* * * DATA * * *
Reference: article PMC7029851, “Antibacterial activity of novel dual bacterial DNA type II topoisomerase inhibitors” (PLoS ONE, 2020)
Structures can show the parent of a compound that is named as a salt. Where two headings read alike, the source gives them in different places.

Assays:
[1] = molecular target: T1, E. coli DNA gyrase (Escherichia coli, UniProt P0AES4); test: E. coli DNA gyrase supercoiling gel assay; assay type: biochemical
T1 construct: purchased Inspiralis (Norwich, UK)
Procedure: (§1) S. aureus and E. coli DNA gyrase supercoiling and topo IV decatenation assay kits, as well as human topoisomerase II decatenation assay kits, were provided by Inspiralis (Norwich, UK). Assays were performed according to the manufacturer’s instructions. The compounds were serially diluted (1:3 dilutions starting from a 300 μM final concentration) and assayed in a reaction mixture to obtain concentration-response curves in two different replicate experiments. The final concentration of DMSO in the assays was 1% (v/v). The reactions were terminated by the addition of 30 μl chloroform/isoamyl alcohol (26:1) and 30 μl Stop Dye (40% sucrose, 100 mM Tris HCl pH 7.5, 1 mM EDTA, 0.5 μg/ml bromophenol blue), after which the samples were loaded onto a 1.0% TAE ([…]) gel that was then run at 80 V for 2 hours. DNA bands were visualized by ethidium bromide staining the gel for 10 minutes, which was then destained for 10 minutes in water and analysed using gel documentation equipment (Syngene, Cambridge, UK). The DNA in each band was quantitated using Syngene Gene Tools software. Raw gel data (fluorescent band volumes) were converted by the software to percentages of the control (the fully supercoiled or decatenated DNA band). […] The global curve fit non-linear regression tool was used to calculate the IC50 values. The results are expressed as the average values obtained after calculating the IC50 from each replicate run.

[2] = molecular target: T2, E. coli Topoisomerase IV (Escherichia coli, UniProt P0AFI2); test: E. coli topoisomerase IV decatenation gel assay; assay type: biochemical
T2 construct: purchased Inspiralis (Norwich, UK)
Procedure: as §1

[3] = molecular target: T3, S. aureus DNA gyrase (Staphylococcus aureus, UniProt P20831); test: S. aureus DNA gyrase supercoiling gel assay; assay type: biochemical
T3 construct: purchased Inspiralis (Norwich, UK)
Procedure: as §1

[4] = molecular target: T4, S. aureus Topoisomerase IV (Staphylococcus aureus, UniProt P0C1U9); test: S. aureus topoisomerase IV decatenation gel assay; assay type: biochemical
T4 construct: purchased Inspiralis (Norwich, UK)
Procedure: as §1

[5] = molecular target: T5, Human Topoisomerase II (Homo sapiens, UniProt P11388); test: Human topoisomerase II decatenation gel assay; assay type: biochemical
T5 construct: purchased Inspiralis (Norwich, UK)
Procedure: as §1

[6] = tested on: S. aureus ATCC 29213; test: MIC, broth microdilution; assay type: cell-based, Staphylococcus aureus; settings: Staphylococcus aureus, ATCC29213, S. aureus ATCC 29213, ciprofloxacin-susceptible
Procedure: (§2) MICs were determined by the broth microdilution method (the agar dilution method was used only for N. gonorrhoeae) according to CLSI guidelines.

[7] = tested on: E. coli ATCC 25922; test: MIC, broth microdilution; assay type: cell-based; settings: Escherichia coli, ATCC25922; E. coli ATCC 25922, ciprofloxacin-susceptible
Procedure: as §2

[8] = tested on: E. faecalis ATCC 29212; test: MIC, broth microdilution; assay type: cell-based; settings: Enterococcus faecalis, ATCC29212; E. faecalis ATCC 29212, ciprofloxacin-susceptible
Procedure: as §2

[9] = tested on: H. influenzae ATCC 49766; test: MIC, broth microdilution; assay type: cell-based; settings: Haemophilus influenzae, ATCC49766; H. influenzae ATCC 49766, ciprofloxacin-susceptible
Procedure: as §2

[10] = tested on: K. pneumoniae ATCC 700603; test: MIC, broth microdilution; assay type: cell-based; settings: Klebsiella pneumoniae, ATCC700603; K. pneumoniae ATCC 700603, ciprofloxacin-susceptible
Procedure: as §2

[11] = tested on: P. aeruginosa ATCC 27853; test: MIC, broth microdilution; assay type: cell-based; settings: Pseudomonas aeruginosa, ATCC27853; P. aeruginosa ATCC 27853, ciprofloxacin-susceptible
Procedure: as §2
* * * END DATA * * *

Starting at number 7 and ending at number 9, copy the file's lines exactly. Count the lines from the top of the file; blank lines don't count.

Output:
[2] = molecular target: T2, E. coli Topoisomerase IV (Escherichia coli, UniProt P0AFI2); test: E. coli topoisomerase IV decatenation gel assay; assay type: biochemical
T2 construct: purchased Inspiralis (Norwich, UK)
Procedure: as §1